Learn to cook by color, feel then thermometers

Big Poppa

Using thermometers.

I wrote the body of this for a person struggling with ribs and temps. I have written about thermometers and thermostats that we have in our pellet cookers and how we can get overly obsessed with them. I wanted to talk now about the place and role of thermometers. I love them and use them all the time...I think you should use them too...but not as the sole guide to your cooking. I had a person call me on the bat phone the other day....their Maverick thermometer was broken on a sunday and they had a big cook and were going to cancel the cook...they didn't have the confidence to cook without it. I walked them through it and they reported back that they had a great cook.

It got me to thinking that the proper sequence for developing cooks is to explain the cooking by color, feel, and then temp. You can learn to cook paint by numbers or mechanically or you can learn to paint. You can learn all the scales in music but you have to also develop feel...thats what this is all about I have started promoting bbq contests that excludes pit minders and electricity to challenge the cooks to manage a fire and cook. Many of the very successful comp cooks have taken a class and read on the internet and are very mechanical cooks....I think feel is so important and thats why I'm taking the time to write this,

Thermapens are great but understand that if I pulled my ribs at 195 they wouldnt be done because I cook at a high temp and use convection....currently in comp my ribs are taking two hours and 40 minutes total...Why? Because the method and cooker and meat you use determines when its done... I have a lot of different cookers and they all require a different technique a thermapen or maverick is a wonderful convenience and is a great reference point. When I was starting I met the Legend Mike Mills and toured his kitchen...he cooks at between 195 to 210 on old traditional pits...his finishing temp on brisket was 185.... I cooked a big party last year with Chris Lilly and he and Ken Hess can touch the pork and tell when it is exactly perfect. I pulled my brisket last week in comp (3rd place damn) and it was 210 internal temp...so the lower temp you cook something the lower the rendered cooked meats final internal temp will be....so lets forget about the thermapen or maverick for now....

The very best way to cook is to discover your recipes and develop feel and 'sync' with your meats, cooker and self. I taught a class recently and had four butts on the cooker...I told the class that I could tell them what each butts internal temp was after being in the foil for one hour based on experience....I was spot on with one off by one degree on two and three degrees on the fourth...Matt Dalton of Left Coast Q was breaking in a new Ole Hickory BP (Big Poppa model, yeah!) I showed him on his new cooker....I knew his temp and cooker and told him that I could tell him the internal temp of the butts by putting the thermapen in the foiled butts without looking at the display...I was right on on one and one degree off on the other.... I knew what the different temps feel like. I could never develop this without monitoring with thermapens in my journeys. OK a little lucky but this long winded diatribe applies to music, art...everything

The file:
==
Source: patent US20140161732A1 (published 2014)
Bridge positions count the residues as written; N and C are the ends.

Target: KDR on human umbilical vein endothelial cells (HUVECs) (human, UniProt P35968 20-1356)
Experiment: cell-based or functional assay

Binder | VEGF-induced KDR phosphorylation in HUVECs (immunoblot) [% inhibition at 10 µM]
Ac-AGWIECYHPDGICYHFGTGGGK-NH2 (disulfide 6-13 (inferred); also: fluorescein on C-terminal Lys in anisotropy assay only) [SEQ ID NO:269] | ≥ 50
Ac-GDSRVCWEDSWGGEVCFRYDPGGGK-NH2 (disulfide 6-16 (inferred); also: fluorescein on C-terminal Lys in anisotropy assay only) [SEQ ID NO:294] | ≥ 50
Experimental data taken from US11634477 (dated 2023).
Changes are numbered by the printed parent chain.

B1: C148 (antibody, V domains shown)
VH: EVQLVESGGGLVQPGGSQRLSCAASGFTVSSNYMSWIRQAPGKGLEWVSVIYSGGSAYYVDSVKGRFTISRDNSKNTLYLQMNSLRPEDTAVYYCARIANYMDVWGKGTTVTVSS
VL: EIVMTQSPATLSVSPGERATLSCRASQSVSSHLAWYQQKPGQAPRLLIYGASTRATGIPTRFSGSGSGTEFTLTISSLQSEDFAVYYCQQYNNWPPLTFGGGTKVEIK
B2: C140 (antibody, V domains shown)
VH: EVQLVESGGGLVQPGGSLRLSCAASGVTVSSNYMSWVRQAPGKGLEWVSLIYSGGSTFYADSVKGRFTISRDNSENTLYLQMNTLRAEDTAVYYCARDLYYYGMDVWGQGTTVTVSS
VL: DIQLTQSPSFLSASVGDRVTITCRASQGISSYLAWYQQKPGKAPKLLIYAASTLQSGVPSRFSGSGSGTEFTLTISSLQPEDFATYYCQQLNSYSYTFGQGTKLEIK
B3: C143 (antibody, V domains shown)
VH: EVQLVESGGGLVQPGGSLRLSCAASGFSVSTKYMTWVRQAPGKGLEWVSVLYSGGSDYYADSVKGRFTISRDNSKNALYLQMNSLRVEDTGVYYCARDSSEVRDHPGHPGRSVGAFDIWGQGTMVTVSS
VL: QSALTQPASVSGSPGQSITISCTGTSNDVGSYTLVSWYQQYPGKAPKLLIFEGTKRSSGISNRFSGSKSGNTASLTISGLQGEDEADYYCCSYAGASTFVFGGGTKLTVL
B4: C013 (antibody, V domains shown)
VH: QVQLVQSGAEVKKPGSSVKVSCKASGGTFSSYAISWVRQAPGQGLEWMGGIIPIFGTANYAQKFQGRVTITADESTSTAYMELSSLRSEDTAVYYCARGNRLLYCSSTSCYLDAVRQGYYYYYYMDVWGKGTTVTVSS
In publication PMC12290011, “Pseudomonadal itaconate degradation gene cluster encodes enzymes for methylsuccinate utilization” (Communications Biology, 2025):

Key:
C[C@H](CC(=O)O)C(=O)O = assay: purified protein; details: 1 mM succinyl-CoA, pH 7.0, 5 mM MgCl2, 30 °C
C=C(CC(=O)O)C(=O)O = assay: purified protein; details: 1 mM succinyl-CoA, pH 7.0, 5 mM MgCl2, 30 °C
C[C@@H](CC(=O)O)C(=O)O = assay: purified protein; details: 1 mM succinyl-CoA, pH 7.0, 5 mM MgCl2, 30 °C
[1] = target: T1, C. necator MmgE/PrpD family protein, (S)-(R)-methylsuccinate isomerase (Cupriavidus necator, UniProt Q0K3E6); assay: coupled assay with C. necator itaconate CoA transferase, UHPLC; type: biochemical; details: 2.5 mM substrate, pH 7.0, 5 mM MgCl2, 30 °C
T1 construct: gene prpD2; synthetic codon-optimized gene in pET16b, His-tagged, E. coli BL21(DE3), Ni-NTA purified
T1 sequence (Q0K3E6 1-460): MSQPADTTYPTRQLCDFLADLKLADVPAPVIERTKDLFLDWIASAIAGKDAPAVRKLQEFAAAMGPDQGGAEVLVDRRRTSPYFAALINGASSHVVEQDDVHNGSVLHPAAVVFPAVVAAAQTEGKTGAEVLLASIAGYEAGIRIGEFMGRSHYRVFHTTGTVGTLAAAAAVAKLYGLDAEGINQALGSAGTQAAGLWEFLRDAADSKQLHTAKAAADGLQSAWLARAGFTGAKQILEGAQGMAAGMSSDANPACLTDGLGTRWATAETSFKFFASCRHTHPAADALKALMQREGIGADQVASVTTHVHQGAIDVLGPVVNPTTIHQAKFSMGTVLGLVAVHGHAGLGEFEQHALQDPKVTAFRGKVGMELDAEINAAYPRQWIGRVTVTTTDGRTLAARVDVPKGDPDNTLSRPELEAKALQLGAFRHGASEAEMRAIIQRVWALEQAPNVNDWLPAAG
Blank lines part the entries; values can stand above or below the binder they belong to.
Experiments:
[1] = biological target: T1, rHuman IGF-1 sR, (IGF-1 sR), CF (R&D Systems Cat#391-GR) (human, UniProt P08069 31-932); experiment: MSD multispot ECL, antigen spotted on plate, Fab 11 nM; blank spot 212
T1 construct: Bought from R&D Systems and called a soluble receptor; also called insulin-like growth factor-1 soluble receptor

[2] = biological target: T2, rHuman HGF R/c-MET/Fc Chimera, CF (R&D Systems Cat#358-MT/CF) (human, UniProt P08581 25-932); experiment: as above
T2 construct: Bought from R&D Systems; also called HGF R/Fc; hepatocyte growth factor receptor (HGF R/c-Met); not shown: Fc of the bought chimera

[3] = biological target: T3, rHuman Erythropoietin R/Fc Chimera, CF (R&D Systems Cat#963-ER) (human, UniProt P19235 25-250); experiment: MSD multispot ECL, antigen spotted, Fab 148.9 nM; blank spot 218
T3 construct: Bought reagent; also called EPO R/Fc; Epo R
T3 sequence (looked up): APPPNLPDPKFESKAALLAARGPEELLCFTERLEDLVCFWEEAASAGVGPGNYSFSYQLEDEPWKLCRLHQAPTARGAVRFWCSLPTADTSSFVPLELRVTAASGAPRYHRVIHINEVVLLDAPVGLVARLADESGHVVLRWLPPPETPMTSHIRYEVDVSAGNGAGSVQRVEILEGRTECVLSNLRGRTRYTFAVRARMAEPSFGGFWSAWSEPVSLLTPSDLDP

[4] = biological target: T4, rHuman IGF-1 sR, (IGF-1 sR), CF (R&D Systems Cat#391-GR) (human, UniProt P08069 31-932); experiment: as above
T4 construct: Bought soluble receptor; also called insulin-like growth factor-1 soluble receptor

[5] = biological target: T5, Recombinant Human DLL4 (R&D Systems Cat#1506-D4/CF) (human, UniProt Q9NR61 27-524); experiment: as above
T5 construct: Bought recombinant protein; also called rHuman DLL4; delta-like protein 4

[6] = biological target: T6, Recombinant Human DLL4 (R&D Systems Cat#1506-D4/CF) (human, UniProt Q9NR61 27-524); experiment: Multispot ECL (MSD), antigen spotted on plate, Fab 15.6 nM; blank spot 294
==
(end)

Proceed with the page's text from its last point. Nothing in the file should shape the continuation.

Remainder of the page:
This involves practice and study. How do you start? First off decide how important bark is for your personal tastes. In most meats it is not important to me I prefer tenderness and more even cooks. If you like bark dont foil...you can spritz to keep the meat more tender or a water pan. I foil most times as I dont like waiting through the stall and want more evenly tender meat.

This is the trail and error part...once in foil cook them and check every half hour by lifting one end of the ribs if they are board like keep on cooking...when you start to feel some flex you are getting close.... ON butts and brisket go ahead and check with a bamboo stick or toothpick or a thermapen but only take note of the display if you want fall off the bone ribs when it bends really super easily you are there or at the least ready to open the foil to check for final doneness by lifting one end for sag, lifting in the middle, sticking a toothpick in the meat section. You want to feel very little resistance. For brisket and butts you want it almost to feel like you are putting the probe through soft butter if you have to use force to test probe for doneness it isnt ready.

At each one of these stages then use your thermapen and keep a log.... for example you may find that your foil color averages 170 internal on ribs and 150 for briskets and maybe 145 for pork....your desired finishing temp for pork may be 197, may be 205 brisket...now using the thermometer to help with the cook is in its place and a great tool that is second to the feel of actually cooking.

Getting to know what meat should feel like during its stages, and using feel to know when its done is what makes you a better cook

So if you see me on the comp trail and notice that I have wired thermometers sticking out of my cookers towards the end of the cook it is because they are there to help me...but they are secondary to what Im doing.
I hope this helps...
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